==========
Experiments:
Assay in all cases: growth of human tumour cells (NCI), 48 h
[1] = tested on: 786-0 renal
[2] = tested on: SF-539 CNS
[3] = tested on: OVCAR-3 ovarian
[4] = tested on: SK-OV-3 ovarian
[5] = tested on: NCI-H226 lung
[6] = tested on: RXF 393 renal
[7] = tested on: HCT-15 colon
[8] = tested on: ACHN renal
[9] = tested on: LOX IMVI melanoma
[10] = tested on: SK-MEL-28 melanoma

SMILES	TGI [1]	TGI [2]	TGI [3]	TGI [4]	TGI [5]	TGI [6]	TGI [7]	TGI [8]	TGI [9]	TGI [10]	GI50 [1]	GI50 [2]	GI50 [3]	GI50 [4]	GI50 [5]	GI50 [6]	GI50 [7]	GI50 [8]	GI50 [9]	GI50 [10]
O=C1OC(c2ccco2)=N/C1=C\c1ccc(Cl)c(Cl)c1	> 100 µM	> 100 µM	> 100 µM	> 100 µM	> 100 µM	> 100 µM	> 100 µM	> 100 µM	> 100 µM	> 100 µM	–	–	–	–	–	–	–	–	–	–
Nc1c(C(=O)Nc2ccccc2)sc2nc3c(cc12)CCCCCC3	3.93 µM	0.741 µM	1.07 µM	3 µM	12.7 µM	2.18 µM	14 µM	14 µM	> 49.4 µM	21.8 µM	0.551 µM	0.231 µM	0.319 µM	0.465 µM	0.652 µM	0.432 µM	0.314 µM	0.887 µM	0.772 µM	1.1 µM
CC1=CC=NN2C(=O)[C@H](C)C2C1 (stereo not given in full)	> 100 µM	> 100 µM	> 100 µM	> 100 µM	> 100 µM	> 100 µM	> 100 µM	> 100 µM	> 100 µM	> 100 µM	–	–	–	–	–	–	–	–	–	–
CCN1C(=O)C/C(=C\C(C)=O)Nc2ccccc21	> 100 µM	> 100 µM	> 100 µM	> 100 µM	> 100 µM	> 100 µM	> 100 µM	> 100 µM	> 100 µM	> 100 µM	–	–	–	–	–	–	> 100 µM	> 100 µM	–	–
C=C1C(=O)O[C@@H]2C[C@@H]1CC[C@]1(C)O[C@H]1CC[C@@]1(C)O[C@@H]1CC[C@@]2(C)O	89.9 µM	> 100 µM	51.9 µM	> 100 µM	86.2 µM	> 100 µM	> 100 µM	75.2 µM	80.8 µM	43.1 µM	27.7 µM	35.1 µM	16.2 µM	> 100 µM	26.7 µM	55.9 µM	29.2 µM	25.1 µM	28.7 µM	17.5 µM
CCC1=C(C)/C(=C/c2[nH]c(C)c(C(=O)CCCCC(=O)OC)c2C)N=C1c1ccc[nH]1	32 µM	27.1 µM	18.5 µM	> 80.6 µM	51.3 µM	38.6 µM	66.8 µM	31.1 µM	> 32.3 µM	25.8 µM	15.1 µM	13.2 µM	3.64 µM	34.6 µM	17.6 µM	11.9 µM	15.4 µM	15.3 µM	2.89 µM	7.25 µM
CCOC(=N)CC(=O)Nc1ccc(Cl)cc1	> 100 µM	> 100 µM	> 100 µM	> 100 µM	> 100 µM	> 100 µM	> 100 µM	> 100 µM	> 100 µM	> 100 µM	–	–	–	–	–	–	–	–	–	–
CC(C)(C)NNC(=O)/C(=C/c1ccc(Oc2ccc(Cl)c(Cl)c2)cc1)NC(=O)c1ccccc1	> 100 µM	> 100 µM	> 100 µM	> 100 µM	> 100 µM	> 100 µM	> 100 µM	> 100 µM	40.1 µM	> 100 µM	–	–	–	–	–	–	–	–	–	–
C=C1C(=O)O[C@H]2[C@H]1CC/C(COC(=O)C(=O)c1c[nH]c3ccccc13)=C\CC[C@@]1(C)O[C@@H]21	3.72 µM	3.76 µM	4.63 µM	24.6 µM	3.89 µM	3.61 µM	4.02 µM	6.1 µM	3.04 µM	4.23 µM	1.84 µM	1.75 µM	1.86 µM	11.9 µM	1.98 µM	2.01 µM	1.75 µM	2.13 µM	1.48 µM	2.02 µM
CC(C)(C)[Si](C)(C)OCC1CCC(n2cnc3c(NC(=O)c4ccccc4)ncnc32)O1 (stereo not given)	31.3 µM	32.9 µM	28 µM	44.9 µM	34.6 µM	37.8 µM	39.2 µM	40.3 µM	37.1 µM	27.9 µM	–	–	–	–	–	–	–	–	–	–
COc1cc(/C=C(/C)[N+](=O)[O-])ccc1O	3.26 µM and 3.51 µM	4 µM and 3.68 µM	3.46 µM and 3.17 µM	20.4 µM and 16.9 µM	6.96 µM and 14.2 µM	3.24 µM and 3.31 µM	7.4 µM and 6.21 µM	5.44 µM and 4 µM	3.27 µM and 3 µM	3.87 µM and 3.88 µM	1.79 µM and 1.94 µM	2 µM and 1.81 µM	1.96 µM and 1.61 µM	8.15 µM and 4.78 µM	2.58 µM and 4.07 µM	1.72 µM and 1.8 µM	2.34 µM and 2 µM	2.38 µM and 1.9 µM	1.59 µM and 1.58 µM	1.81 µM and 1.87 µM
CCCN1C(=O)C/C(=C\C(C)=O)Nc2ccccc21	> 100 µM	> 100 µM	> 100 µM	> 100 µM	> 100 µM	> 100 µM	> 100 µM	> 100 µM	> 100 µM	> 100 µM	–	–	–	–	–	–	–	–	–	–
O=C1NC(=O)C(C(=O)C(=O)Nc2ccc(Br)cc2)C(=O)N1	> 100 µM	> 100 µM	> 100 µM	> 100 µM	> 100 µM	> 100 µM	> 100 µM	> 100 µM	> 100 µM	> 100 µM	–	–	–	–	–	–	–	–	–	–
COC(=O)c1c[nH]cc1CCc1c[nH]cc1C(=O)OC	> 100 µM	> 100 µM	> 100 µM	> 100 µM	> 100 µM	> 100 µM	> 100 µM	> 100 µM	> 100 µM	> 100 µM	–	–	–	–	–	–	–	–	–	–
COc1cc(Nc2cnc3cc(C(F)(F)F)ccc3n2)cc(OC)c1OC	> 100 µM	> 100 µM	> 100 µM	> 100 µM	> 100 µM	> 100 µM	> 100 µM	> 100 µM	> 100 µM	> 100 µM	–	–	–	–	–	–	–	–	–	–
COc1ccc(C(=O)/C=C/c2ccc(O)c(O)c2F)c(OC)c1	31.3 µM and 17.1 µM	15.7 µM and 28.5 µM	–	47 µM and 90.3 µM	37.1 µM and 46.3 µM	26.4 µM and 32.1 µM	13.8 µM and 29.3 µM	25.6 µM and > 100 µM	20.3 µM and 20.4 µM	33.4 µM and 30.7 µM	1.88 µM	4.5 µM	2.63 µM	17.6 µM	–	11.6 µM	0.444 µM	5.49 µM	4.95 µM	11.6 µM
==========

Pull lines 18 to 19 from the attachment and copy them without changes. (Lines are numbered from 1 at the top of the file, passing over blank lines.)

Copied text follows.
C=C1C(=O)O[C@@H]2C[C@@H]1CC[C@]1(C)O[C@H]1CC[C@@]1(C)O[C@@H]1CC[C@@]2(C)O	89.9 µM	> 100 µM	51.9 µM	> 100 µM	86.2 µM	> 100 µM	> 100 µM	75.2 µM	80.8 µM	43.1 µM	27.7 µM	35.1 µM	16.2 µM	> 100 µM	26.7 µM	55.9 µM	29.2 µM	25.1 µM	28.7 µM	17.5 µM
CCC1=C(C)/C(=C/c2[nH]c(C)c(C(=O)CCCCC(=O)OC)c2C)N=C1c1ccc[nH]1	32 µM	27.1 µM	18.5 µM	> 80.6 µM	51.3 µM	38.6 µM	66.8 µM	31.1 µM	> 32.3 µM	25.8 µM	15.1 µM	13.2 µM	3.64 µM	34.6 µM	17.6 µM	11.9 µM	15.4 µM	15.3 µM	2.89 µM	7.25 µM